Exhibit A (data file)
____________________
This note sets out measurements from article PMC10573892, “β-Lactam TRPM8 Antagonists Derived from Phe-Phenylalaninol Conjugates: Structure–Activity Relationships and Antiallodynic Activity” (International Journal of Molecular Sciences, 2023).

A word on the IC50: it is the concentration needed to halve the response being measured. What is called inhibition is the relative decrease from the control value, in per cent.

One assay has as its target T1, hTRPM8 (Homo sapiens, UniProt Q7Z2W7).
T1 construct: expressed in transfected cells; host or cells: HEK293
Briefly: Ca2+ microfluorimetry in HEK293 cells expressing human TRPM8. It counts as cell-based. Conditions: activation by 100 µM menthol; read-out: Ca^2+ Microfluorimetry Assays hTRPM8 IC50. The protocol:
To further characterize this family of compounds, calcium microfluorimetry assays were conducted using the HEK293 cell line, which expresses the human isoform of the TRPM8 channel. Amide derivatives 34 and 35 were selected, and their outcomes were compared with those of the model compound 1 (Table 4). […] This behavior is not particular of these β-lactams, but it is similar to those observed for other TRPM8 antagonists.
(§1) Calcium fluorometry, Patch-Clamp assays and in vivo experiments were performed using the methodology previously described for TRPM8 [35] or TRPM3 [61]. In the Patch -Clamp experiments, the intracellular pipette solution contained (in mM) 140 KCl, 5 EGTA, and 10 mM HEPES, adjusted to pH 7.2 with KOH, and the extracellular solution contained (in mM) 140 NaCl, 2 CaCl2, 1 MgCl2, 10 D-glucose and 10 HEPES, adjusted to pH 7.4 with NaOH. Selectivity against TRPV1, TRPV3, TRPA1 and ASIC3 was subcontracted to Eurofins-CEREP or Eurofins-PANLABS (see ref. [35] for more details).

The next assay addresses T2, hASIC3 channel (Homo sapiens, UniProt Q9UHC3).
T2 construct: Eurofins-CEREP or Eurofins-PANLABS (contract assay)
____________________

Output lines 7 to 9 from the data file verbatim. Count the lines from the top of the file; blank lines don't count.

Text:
(§1) Calcium fluorometry, Patch-Clamp assays and in vivo experiments were performed using the methodology previously described for TRPM8 [35] or TRPM3 [61]. In the Patch -Clamp experiments, the intracellular pipette solution contained (in mM) 140 KCl, 5 EGTA, and 10 mM HEPES, adjusted to pH 7.2 with KOH, and the extracellular solution contained (in mM) 140 NaCl, 2 CaCl2, 1 MgCl2, 10 D-glucose and 10 HEPES, adjusted to pH 7.4 with NaOH. Selectivity against TRPV1, TRPV3, TRPA1 and ASIC3 was subcontracted to Eurofins-CEREP or Eurofins-PANLABS (see ref. [35] for more details).

The next assay addresses T2, hASIC3 channel (Homo sapiens, UniProt Q9UHC3).
T2 construct: Eurofins-CEREP or Eurofins-PANLABS (contract assay)